# Epigenetic randomness, complexity and singularity of human iris patterns John Daugman

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Epigenetic randomness, complexity and singularity of human iris patterns John Daugman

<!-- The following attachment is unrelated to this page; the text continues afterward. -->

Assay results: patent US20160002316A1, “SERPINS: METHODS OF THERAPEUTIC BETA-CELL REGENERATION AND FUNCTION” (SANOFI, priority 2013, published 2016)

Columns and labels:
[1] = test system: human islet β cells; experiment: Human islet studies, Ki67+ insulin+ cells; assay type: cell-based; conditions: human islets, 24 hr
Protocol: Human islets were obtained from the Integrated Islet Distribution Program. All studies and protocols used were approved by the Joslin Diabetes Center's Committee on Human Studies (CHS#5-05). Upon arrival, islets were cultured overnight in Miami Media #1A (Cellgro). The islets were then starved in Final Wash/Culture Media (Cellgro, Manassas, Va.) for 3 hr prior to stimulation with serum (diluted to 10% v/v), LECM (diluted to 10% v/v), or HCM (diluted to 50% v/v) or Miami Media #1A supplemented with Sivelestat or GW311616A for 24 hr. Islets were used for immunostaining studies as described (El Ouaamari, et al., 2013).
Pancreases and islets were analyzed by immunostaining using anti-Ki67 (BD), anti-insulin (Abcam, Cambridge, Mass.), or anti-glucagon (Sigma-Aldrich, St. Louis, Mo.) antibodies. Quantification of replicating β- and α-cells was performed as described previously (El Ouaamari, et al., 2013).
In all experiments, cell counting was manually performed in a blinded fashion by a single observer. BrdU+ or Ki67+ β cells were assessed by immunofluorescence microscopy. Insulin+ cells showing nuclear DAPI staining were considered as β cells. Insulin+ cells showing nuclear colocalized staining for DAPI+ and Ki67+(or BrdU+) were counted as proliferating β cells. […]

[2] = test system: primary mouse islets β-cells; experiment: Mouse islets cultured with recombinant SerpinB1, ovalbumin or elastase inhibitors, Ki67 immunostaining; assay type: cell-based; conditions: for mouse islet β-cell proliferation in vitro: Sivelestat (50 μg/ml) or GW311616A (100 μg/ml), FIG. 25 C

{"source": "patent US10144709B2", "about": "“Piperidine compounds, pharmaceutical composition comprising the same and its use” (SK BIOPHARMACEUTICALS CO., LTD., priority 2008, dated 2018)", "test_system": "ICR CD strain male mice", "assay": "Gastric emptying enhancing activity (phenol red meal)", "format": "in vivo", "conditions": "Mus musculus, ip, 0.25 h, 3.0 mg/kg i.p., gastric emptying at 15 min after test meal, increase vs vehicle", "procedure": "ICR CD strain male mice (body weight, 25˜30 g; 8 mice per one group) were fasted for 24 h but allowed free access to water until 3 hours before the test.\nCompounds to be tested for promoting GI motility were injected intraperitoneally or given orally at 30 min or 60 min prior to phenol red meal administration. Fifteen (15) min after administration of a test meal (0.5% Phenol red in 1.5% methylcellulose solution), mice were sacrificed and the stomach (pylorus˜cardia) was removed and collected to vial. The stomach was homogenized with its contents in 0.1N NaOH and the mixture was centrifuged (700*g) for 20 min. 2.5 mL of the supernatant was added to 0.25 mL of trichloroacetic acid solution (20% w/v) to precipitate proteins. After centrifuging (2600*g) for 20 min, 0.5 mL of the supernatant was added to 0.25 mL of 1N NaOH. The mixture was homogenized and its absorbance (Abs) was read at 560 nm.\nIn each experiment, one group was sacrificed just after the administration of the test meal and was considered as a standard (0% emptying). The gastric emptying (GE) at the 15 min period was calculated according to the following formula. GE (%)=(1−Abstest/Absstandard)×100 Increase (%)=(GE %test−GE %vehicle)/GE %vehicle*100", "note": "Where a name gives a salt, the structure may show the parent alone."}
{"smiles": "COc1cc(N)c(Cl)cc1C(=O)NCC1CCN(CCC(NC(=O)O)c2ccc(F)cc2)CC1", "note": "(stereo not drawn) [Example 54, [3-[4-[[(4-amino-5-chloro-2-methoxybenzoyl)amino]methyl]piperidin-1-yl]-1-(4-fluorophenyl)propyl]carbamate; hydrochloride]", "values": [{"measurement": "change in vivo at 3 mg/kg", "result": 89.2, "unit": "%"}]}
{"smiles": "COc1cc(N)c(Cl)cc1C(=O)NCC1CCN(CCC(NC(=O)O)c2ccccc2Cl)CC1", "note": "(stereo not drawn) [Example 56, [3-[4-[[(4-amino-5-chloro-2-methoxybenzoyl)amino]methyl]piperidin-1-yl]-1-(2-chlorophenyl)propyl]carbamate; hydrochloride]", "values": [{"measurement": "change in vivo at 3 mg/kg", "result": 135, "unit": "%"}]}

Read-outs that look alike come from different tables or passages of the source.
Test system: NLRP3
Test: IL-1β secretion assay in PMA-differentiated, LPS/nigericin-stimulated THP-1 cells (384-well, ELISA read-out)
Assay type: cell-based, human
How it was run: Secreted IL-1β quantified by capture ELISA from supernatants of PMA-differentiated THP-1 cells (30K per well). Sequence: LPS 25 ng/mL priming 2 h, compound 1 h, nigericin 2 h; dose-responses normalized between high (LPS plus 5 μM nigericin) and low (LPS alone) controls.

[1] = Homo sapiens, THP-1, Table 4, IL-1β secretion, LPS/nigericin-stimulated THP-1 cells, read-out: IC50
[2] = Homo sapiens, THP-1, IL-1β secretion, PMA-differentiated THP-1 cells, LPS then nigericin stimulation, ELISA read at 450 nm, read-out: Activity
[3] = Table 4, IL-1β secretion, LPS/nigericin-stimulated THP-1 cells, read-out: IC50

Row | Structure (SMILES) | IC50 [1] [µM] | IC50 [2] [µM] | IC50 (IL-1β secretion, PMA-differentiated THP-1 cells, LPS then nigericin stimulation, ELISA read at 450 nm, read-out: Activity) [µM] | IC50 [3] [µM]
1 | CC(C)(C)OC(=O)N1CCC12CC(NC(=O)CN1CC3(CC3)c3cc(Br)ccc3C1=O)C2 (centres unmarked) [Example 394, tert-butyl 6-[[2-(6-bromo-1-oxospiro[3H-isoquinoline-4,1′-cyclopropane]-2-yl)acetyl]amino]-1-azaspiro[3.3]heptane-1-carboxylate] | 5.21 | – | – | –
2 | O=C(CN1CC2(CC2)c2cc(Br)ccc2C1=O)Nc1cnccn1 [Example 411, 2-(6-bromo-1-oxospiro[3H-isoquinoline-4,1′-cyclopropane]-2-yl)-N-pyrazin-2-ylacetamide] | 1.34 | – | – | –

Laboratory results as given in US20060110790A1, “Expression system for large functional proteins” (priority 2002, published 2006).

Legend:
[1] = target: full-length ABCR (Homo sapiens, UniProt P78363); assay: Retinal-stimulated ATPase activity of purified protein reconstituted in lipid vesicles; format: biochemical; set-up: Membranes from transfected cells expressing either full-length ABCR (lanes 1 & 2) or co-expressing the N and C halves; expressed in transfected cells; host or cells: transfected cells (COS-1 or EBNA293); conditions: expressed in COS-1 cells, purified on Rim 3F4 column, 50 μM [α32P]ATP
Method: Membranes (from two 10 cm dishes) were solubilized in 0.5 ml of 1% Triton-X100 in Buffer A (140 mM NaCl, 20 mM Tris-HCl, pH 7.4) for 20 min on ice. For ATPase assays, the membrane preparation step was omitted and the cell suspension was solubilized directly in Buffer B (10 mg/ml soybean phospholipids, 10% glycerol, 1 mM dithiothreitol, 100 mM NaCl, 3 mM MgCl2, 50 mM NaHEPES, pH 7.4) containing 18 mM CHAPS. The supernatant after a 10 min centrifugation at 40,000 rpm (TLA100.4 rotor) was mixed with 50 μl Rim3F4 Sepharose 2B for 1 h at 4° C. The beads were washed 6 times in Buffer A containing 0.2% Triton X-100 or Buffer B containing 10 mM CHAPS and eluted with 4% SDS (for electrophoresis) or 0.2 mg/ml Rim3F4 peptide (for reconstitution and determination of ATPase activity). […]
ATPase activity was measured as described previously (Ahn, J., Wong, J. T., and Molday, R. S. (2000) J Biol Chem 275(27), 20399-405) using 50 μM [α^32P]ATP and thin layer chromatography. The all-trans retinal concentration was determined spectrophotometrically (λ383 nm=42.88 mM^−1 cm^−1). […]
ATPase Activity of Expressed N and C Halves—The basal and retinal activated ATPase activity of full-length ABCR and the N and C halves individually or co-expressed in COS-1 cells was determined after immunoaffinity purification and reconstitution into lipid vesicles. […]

doi 10.1098/rspb.2001.1696 Epigenetic randomness, complexity and singularity of human iris patterns John Daugman* and Cathryn Downing University of Cambridge, Computer Laboratory, Cambridge CB2 3QG, UK We investigated the randomness and uniqueness of human iris patterns by mathematically comparing 2.3 million di¡erent pairs of eye images. The phase structure of each iris pattern was extracted by demodulation with quadrature wavelets spanning several scales of analysis. The resulting distribution of phase sequence variation among di¡erent eyes was precisely binomial, revealing 244 independent degrees of freedom. This amount of statistical variability corresponds to an entropy (information density) of about 3.2 bits mm 2 over the iris. It implies that the probability of two di¡erent irides agreeing by chance in more than 70% of their phase sequence is about one in 7 billion. We also compared images of genetically identical irides, from the left and right eyes of 324 persons, and from monozygotic twins. Their relative phase sequence variation generated the same statistical distribution as did unrelated eyes. This indicates that apart from overall form and colour, iris patterns are determined epigenetically by random events in the morphogenesis of this tissue. The resulting diversity, and the combinatorial complexity created by so many dimensions of random variation, mean that the failure of a simple test of statistical independence performed on iris patterns can serve as a reliable rapid basis for automatic personal identi¢cation. Keywords: epigenesis; iris patterns; biometry; wavelets; pattern morphogenesis; statistical independence 1. INTRODUCTION The iris begins to form during the third month of gestation (Kronfeld 1962). The structures creating its striking patterns are developed by the eighth month (Wol¡ 1948), although pigment accretion may continue into the ¢rst postnatal years. The layers of the iris have both ectodermal and mesodermal origin, consisting of (from back to front): a darkly pigmented epithelium; pupillary dilator and sphincter muscles; a vascularized stroma (connective tissue of interlacing ligaments containing melanocytes); and an anterior layer with a genetically determined (Imesch et al. 1997) density of melanin pigment granules. The combined e¡ect (see ¢gure 1) is a visible pattern displaying distinctive features such as arching ligaments, crypts, ridges, and a zigzag collarette. Iris colour is determined primarily by the density of melanin in the anterior layer and stroma, with blue irides resulting from an absence of pigment: long wavelength light penetrates and is absorbed, while shorter wavelengths are re£ected and scattered by the stroma (Imesch et al. 1997). The heritability and ethnographic diversity of iris colour have long been studied (Davenport & Davenport 1907), but little attention has been paid to the pattern complexity and textural variability of the iris across individuals. The purpose of our study was to assess the randomness and singularity of iris patterns, and their phenotypic distinctiveness as biometric identi¢ers, based on video images acquired in public trials of pattern recognition methods proposed earlier (Daugman 1993). Digitized human iris images were acquired over a 3 year period from volunteers at kiosks in ¢eld trials at several sites in the USA, UK and Japan. Imaging at arm's length was done by monochrome charge-coupled device (CCD) * Author for correspondence: ([email protected]). Proc. R. Soc. Lond. B (2001) 268, 1737^1740 Received 14 December 2000 Accepted 6 April 2001 video cameras, with illumination in the 700^900 nm band from light-emitting diodes or from ¢ltered tungsten sources. Video frames were digitized at a resolution of 640 480 pixels, with iris radius typically in the range 100^140 pixels as seen in ¢gure 1. The iris in each image was automatically localized and isolated by algorithms for ¢nding its inner and outer boundaries (pupil and limbus) as well as any occlusion by upper or lower eyelids, using circular and arcuate edge detectors (Daugman 1993). The isolated iris portion of each image was then submitted to pattern analysis and crosscomparison against all the other irides. 2. PATTERN ANALYSIS AND COMPARISON Each isolated iris pattern was encoded mathematically by demodulation (Daugman & Downing 1995) to extract its detailed phase information, using complex-valued twodimensional (2D) Gabor wavelets (Daugman 1980, 1988). This procedure is illustrated in ¢gure 2. It amounts to a local phase sequencing of an iris pattern, by determining in which quadrant of the complex plane the projection coe¤cients reside when each small image region is projected onto a quadrature pair of 2D Gabor wavelets: Z Z I(, )e i!(0 ) hfRe,Img sgnfRe,Img e (r0 )2 =2 e (0 )2 =2 d d, (2.1) where hfRe,Img can be regarded as a complex-valued bit whose real and imaginary parts are either unity or zero (sgn) depending on the sign of the 2D integral. I(, ) is the raw iris image in a dimensionless polar coordinate system that is size-invariant and translation-invariant. This coordinate system also inherently compensates for pattern elasticity with pupil dilation, because the radial coordinate maps the iris from its inner boundary to its 1737 & 2001 The Royal Society 1738 J. Daugman and C. Downing Epigenetic randomness, complexity and singularity of human iris patterns Im [0, 1] [1, 1] Re [0, 0] [1, 0] Figure 2. The phase-quadrant demodulation process (Daugman & Downing 1995) used to encode iris patterns. Local regions of an iris are projected (equation 2.1) onto quadrature 2D Gabor wavelets, generating complex-valued projection coe¤cients whose real and imaginary parts specify the coordinates of a phasor in the complex plane (arrow). The angle of each such phasor is quantized to one of the four quadrants, setting two bits of phase sequence information. This process is repeated all across the iris with many wavelet sizes, frequencies, and orientations, to extract 2048 bits. Figure 1. Examples of human iris patterns imaged with monochromatic CCD videocameras at a distance of about 30 cm using light in the 700^900 nm band. outer boundary onto the unit interval [0, 1] and thereby reverses the pattern deformations caused by pupillary action. and are the multi-scale 2D wavelet size parameters, spanning an eightfold range from 0.15 mm to 1.2 mm on the iris; ! is wavelet frequency, spanning three octaves in inverse proportion to ; and (r0 , 0 ) represent the polar coordinates of the centre of each region of iris for which the bits hfRe, Img are computed. Altogether 2048 such bits (256 bytes) were computed for each iris, with an equal number of masking bits also computed to signify whether an analysed region was occluded by eyelids, eyelashes, specular re£ections, or corrupted by other noise and thus should be discarded from the computations as artefact. In order to quantify the statistical variability of iris patterns, all irides in our database were compared against all the other ones by computing the Exclusive-OR (XOR) of their 2048 bit demodulation phase sequences. (The XOR operator detects disagreement between bit pairs; its truth table for the bit pairs 00, 01, 10, 11 is: 0, 1, 1, 0.) The total proportion of disagreeing bits between two encoded iris patterns de¢nes their Hamming distance (HD). If A and B are the 2048 bit phase sequences for two irides, then their dissimilarity is gauged by the total number of `1' bits in the computed bit sequence A B, denoted as vector length by k k: HD kA Bk/2048. Similar iris patterns would generate small HD scores, Proc. R. Soc. Lond. B (2001) and exactly identical iris patterns would have HD 0. Because any given bit in the phase sequence for an iris is equally likely to be unity or zero, the expected proportion of agreeing bits between two independent sequences would be 50% since the four combinations (00, 01, 10, 11) that are possible when any pair of bits are compared are all equally probable. In summary, the HD metric detects similarities between irides by producing small HD scores, whereas an absence of correlations among irides would produce HD scores that cluster around 0.5. 3. RESULTS The histogram in ¢gure 3 shows the distribution of HD scores obtained from all 2.3 million comparisons between di¡erent iris pairings that were possible in our database. We had 2150 di¡erent iris images, including 10 each of one subset of 70 eyes. Excluding those duplicates of (700 9) same-eye comparisons, and not double-counting reversed pairings (e.g. AB and BA), and not comparing any image with itself, the total number of unique pairings between di¡erent eye images whose HD scores we computed was ((2150 21497700 9)/2) 2 307 025. Their observed mean HD was p 0:499 with standard deviation 0:032. Their entire distribution in ¢gure 3 corresponds almost perfectly to a binomial having N p(1 p)/2 244 degrees of freedom (d.f.), as shown by the solid curve. The extraordinarily close ¢t of the theoretical binomial to the observed distribution is a consequence of the fact that each comparison between two bits of phase sequence information from two di¡erent irides is essentially a Bernoulli trial, or coin toss. The mean value near 0.5 indicates an absence of correlations Epigenetic randomness, complexity and singularity of human iris patterns J. Daugman and C. Downing 1739 50 000 observed cumulative count 120 000 80 000 40 000 5000 500 0 0.0 0.1 0.2 0.3 0.4 0.5 0.6 0.7 0.8 0.9 1.0 Hamming distance Figure 3. Distribution of Hamming distances (fraction of disagreeing bits) obtained from all 2.3 million possible comparisons between di¡erent pairs of irides in our database. The histogram forms a perfect binomial distribution with p 0:5 and N 244 d.f., as shown by the solid curve (equation 3.1). The data imply that it is extremely improbable for two di¡erent irides to disagree in less than about one-third of their detailed phase sequences. Mean 0.499, s.d. 0.032, minimum 0.353, maximum 0.661. among di¡erent iris patterns, and the fact that the smallest HD score observed among the 2.3 million was 0.353 implies that it is extremely improbable for two unrelated irides to agree by chance in even as much as two-thirds of their phase sequence. In the phase code for any given iris, only small subsets of bits are mutually independent due to the internal correlations, especially radial, within an iris. (If all N 2048 phase bits were independent, then the distribution in ¢gure 3 would be very much sharper, with an expected standard deviation of only p p(1 p)/N 0:011 and so the HD interval between 0.49 and 0.51 would contain most of the distribution.) Bernoulli trials that are correlated (Viveros et al. 1984) are still binomially distributed but with a reduction in N, their d.f., and hence an increase in . The form and width of the HD distribution in ¢gure 3 tell us that the amount of di¡erence between phase bit sequences for di¡erent irides is distributed equivalently to runs of 244 tosses of a fair coin. Expressing this variation as a discrimination entropy (Cover & Thomas 1991), and using typical iris and pupil diameters, the observed amount of statistical variability among di¡erent iris patterns corresponds to an information density of about 3.2 bits mm 2 on the iris. The theoretical binomial distribution plotted as the solid curve in ¢gure 3 has the fractional functional form f (x) N! pm (1 m!(N m)! p)(N m) , (3.1) where N 244, p 0:5, and x m=N is the outcome fraction of N Bernoulli trials (or coin tosses that are `heads' in each run). In our case, x is the HD, the fraction of phase bits that happen to disagree when two di¡erent sequences are compared. To validate such a statistical model we must also study the behaviour of the tails, by Proc. R. Soc. Lond. B (2001) 100 50 50 100 500 5000 binomial cumulative 50 000 Figure 4. Quantile^quantile plot of the observed cumulatives under the left tail of the histogram in ¢gure 3, versus the predicted cumulatives under a theoretical binomial distribution (244 d.f., p 0.5). Their close agreement over several orders of magnitude strongly con¢rms the binomial model. making quantile ^ quantile plots of the observed cumulatives versus the theoretically predicted cumulatives from zero up to sequential points in the tail. Such a `Q ^ Q' plot is given in ¢gure 4. It reveals very precise agreement between theory and data, over a range of more than three orders of magnitude. The huge factors attenuating the tails of binomial distributions by combinatorics make it extremely improbable that two di¡erent irides might have phase sequences which disagree in less than onethird of their bits, as is clear from ¢gure 3. Computing the cumulative of f (x) from zero to 0.333 indicates that the probability of such an event is one in 10 million. The cumulative from zero to just 0.300 (i.e. more than 70% agreement) is about one in 7 billion, and the quarter range cumulative, from zero to 0.25 (i.e. more than 75% agreement), is a vanishing 10 15. Thus, even the observation of a relatively poor degree of match (say 70%, or HD 0.30) between the phase sequences for two di¡erent iris images would still provide extraordinarily compelling evidence of identity, because the test of statistical independence between them is still failed so convincingly. 4. GENETICALLY IDENTICAL IRIDES Finally, we compared genetically identical eyes in the same manner, to discover the degree to which their textural patterns were correlated and hence genetically determined. A convenient source of genetically identical irides are the right and left pair from any given person; they have the same genetic relationship as the four irides of monozygotic twins or the prospective 2N irides of N clones. Although eye colour is, of course, strongly determined genetically, as is overall iris appearance, we found the pattern details of genetically identical eyes to be as uncorrelated as they are among unrelated eyes. This is 1740 J. Daugman and C. Downing Epigenetic randomness, complexity and singularity of human iris patterns 80 70 60 count 50 40 30 20 10 0 0.0 0.1 0.2 0.3 0.4 0.5 0.6 0.7 0.8 0.9 1.0 Hamming distance Figure 5. Distribution of Hamming distances between genetically identical irides, in 648 paired eyes from 324 persons. The data are statistically indistinguishable from those shown in ¢gure 3 comparing unrelated irides. Unlike eye colour, the phase structure of iris patterns therefore appears to be epigenetic, arising from random events and circumstances in the morphogenesis of this tissue. Mean 0.497, s.d. 0.031. shown in ¢gure 5, comparing 648 right/left iris pairs from 324 persons. Their observed mean HD was 0.497 with standard deviation (s.d.) 0.031, a result that is statistically indistinguishable from the distribution shown in ¢gure 3 for unrelated eyes. A set of six pairwise comparisons among the eyes of actual monozygotic twins also yielded a result (mean HD 0.507) expected for unrelated eyes. 5. DISCUSSION The estimate of 244 d.f. di¡erentiating the patterns of di¡erent irides should be regarded as a lower bound. It is possible that computational encoding methods other than those described here would extract still further independent feature dimensions, thereby inferring a larger number of degrees of freedom and a higher discrimination entropy. In any case, the 95% con¢dence interval for our estimate extends from 227 to 262 d.f. Notwithstanding this diversity among iris patterns and their apparent singularity because of so many dimensions Proc. R. Soc. Lond. B (2001) of random variation, their utility as a basis for automatic personal identi¢cation would depend upon their relative stability over time. There is a popular belief that the iris systematically re£ects one's health or personality, and even that its detailed features reveal the state of individual organs (`iridology'), but such claims have been discredited (Berggren 1985) as medical fraud. Measuring the repeatability of iris pattern encoding in 7070 comparisons among same-eye images, our mean HD was 0.110 0.065, due to factors such as imaging variation, motion blur, re£ections, and CCD noise. In any case, as shown by ¢gure 3, the recognition principle described is intrinsically tolerant of a large proportion of the iris information being corrupted without signi¢cantly impairing the inference of personal identity, even in very large database searches, by this simple test of statistical independence. REFERENCES Berggren, L. 1985 Iridology: a critical review. 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